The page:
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In a Crisis: Should I stop marketing?

In a Crisis: Should I stop marketing?

March 2020
Liz Noli Roberts

The past few weeks have been a whirlwind of hectic activity as we’ve all been swept up in what is now a global pandemic. Everyone has had to make adjustments to plans, from big things like cancelling holidays and weddings – to the smallest details of our daily routines.

In this climate of uncertainty and anxiety, businesses are trying to understand exactly how their industries will be impacted. Some are looking for emerging opportunities in this new world, while others are just hanging on and hoping the storm will pass as quickly and painlessly as possible.

The tough question that business owners and marketing managers are asking is: “Should we continue our marketing in the current pandemic?”

While there’s no one right answer for everyone, for most it’s this: “Yes. But only if you can make it relevant to your customers’ needs as they are now.” In other words, definitely not business as usual.

Businesses that attempt to simply forge ahead as if they are somehow insulated from the current crisis may find themselves on the receiving end of a blistering backlash from the public. The most recent example of this was Sports Direct declaring itself exempt from the government’s closed-shops policy. In their own view, their shops were worthy of “essential” status just like food and medicine outlets. They were swiftly slapped down on social media, and eventually the government itself, providing us with a helpful model for exactly what businesses should not do in a crisis!

So, what should you do with your marketing now?

1. Check Your Tone

Everyone is going through a tough period of adjustment right now. All your business communication should demonstrate your awareness of the current situation. Adopt a kinder and gentler tone to convey that you’re mindful of your audience dealing with challenges in their personal and work lives. Empathy should be your guiding principle.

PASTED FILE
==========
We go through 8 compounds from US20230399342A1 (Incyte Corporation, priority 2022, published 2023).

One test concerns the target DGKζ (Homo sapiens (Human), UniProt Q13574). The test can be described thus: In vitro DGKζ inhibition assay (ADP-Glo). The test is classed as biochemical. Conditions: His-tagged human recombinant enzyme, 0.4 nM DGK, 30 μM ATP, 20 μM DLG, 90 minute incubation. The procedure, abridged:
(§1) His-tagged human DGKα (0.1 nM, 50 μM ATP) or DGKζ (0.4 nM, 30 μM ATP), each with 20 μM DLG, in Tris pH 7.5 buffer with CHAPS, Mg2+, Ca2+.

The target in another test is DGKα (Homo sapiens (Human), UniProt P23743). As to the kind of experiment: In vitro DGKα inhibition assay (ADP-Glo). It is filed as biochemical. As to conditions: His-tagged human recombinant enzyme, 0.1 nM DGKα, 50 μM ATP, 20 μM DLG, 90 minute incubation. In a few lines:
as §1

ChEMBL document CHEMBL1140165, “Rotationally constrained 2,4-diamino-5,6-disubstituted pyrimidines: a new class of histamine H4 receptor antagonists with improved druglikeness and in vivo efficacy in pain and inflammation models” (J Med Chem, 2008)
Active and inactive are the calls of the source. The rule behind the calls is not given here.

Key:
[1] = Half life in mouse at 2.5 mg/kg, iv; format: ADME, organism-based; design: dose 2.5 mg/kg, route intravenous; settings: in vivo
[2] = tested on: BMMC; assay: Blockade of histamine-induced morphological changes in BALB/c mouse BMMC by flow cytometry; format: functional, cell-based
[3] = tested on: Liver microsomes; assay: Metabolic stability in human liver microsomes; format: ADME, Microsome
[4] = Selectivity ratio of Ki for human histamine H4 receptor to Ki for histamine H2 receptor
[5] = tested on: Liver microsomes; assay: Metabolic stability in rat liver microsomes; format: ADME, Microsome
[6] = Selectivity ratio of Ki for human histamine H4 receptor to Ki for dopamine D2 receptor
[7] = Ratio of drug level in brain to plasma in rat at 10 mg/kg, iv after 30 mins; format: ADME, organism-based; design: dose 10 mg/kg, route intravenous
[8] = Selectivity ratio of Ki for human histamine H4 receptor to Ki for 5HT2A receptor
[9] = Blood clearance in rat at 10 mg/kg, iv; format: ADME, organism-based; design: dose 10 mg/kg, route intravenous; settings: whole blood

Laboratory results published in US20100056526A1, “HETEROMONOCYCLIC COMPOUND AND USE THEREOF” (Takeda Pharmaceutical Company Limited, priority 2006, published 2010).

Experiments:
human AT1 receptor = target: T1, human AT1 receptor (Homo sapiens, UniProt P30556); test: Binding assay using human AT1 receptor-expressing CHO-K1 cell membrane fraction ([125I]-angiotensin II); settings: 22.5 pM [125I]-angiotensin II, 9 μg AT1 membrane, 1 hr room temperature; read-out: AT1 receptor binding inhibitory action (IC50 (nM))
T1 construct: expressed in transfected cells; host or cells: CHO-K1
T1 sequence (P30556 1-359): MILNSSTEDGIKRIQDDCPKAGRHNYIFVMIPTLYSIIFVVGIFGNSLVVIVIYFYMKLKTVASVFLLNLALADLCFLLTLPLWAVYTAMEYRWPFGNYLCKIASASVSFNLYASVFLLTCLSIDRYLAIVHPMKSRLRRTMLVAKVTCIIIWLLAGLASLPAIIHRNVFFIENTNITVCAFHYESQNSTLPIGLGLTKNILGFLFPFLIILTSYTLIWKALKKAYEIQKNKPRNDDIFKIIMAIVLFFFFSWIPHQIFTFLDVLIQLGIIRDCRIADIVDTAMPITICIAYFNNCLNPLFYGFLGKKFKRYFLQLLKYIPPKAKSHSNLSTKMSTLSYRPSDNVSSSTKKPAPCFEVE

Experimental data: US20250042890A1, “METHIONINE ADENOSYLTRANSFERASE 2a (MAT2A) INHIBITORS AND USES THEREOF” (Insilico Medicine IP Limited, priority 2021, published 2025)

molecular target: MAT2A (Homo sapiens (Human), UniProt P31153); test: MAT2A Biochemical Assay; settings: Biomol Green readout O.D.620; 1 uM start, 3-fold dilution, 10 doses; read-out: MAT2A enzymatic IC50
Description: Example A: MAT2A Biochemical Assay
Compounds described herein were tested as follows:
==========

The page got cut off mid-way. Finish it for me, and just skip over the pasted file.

Crisis brings people together, and this is one of the few times you can genuinely address your audience from a peer position. The pandemic is a shared experience for all of us, so adopt an “all in this together” standpoint and let your customers know you’re there with them, not on the outside looking in.

2. Focus on Content

Now is not the time for overtly “salesy” content. This risks looking tone-deaf, or worse, cravenly opportunistic. Focus on content marketing instead. Producing content that provides value to your audience shows them you’re focussed on supporting them, rather than simply driving a conversion.

Look to create content that addresses their current situation and provides helpful tips or advice. Resist the temptation to add a pushy call-to-action at the end. Think about what your business can do to be of service and develop content around this.

Alongside informational content, leave room for a little fun. This may seem strange to say in such a serious global crisis, but it’s true. As people are spending more time in “lockdown” at home with family, and struggling to meet school and work responsibilities, they will inevitably need some distraction. Offer them something fun and engaging! What’s engaging to your particular customer base may be different to others, so as always, keep your audience in mind.